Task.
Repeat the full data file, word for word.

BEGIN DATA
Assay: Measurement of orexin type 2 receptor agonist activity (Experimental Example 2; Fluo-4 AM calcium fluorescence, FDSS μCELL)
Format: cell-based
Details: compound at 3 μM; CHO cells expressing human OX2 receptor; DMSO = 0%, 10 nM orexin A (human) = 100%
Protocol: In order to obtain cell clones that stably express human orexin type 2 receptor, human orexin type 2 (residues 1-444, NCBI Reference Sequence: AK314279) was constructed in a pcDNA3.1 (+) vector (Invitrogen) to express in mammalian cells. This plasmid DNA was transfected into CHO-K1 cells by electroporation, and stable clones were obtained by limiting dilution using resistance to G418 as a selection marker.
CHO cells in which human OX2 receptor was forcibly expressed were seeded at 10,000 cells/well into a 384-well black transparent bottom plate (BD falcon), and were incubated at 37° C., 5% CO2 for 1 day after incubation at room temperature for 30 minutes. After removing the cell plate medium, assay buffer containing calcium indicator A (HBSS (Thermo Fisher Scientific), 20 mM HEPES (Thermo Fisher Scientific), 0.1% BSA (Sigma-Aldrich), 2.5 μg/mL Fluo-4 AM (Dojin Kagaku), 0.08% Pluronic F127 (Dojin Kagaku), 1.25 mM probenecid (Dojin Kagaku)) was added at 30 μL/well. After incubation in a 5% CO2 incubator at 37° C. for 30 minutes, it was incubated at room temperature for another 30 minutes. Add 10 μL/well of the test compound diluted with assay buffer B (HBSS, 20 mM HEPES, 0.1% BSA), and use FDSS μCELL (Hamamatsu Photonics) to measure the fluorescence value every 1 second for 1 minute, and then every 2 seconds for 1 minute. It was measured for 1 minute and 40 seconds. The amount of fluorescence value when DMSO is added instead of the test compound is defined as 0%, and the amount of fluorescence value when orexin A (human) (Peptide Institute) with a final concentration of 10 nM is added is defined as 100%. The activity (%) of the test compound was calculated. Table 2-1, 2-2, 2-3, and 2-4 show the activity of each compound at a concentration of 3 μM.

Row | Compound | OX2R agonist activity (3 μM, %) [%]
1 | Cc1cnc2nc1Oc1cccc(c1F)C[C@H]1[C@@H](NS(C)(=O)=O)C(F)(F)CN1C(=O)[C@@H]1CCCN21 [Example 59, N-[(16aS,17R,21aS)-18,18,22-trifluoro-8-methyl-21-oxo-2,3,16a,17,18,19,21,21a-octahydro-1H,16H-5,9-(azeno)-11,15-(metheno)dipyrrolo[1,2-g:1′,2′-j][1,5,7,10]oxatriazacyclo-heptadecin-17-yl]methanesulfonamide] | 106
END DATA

Assay: Measurement of orexin type 2 receptor agonist activity (Experimental Example 2; Fluo-4 AM calcium fluorescence, FDSS μCELL)
Format: cell-based
Details: compound at 3 μM; CHO cells expressing human OX2 receptor; DMSO = 0%, 10 nM orexin A (human) = 100%
Protocol: In order to obtain cell clones that stably express human orexin type 2 receptor, human orexin type 2 (residues 1-444, NCBI Reference Sequence: AK314279) was constructed in a pcDNA3.1 (+) vector (Invitrogen) to express in mammalian cells. This plasmid DNA was transfected into CHO-K1 cells by electroporation, and stable clones were obtained by limiting dilution using resistance to G418 as a selection marker.
CHO cells in which human OX2 receptor was forcibly expressed were seeded at 10,000 cells/well into a 384-well black transparent bottom plate (BD falcon), and were incubated at 37° C., 5% CO2 for 1 day after incubation at room temperature for 30 minutes. After removing the cell plate medium, assay buffer containing calcium indicator A (HBSS (Thermo Fisher Scientific), 20 mM HEPES (Thermo Fisher Scientific), 0.1% BSA (Sigma-Aldrich), 2.5 μg/mL Fluo-4 AM (Dojin Kagaku), 0.08% Pluronic F127 (Dojin Kagaku), 1.25 mM probenecid (Dojin Kagaku)) was added at 30 μL/well. After incubation in a 5% CO2 incubator at 37° C. for 30 minutes, it was incubated at room temperature for another 30 minutes. Add 10 μL/well of the test compound diluted with assay buffer B (HBSS, 20 mM HEPES, 0.1% BSA), and use FDSS μCELL (Hamamatsu Photonics) to measure the fluorescence value every 1 second for 1 minute, and then every 2 seconds for 1 minute. It was measured for 1 minute and 40 seconds. The amount of fluorescence value when DMSO is added instead of the test compound is defined as 0%, and the amount of fluorescence value when orexin A (human) (Peptide Institute) with a final concentration of 10 nM is added is defined as 100%. The activity (%) of the test compound was calculated. Table 2-1, 2-2, 2-3, and 2-4 show the activity of each compound at a concentration of 3 μM.

Row | Compound | OX2R agonist activity (3 μM, %) [%]
1 | Cc1cnc2nc1Oc1cccc(c1F)C[C@H]1[C@@H](NS(C)(=O)=O)C(F)(F)CN1C(=O)[C@@H]1CCCN21 [Example 59, N-[(16aS,17R,21aS)-18,18,22-trifluoro-8-methyl-21-oxo-2,3,16a,17,18,19,21,21a-octahydro-1H,16H-5,9-(azeno)-11,15-(metheno)dipyrrolo[1,2-g:1′,2′-j][1,5,7,10]oxatriazacyclo-heptadecin-17-yl]methanesulfonamide] | 106